‘A Stitch in Time’ Exhibition
These advertisements were published in Yiddish in The Israelite Press / Dos Yiddishe Vort from the late 1920s to the early 1940s. The paper was founded in 1910 as Der Kander Yid/The Canadian Israelite, and by 1913 had changed its name to The Israelite Press; it was the principal newspaper of the Winnipeg Jewish community.
After World War II, it reached a peak circulation of 4,000. Its pages bristled with local, national and international news, and covered topics and issues that satisfied a variety of intellectual needs, literary tastes, and philosophical and political perspectives. It provided a forum for an array of ideological discourse and of values encompassing Zionism, socialism, liberalism, conservatism, and Judaism interpreted from religious as well as secular points of view. Arthur Chiel noted that The Israelite Press “was a powerful influence in moulding Jewish opinion in Manitoba and western Canada… It spoke boldly, at all times the advocate of Jewish rights, the champion of creative Jewish life on the Canadian scene.”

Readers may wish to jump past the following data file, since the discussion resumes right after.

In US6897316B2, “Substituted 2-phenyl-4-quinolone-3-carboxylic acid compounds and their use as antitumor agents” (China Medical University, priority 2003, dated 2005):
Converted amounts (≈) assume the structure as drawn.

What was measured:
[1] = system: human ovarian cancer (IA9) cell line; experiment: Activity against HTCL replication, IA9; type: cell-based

It also provided the community with an understanding of the institutions, organizations, principles, and values that animated and defined Canadian political and civil society.
At the time, Yiddish was spoken by many in the Jewish community. According to the 1931 Government of Canada census, almost 96% of Winnipeg’s Jewish population called Yiddish their mother tongue. In the 1941 Census, this had fallen slightly to 90%, yet was a higher percentage than that reported in Montreal, Toronto, or any other Canadian Jewish community. What needs to be taken into consideration, however, is the changing definition of the term “mother tongue.” For the 1931 Census, “mother tongue” was defined as “the language of the home whether the person has learned to speak it or not.” For the 1941 Census, a language remained a mother tongue “even if one cannot speak it, as long as one understands it.”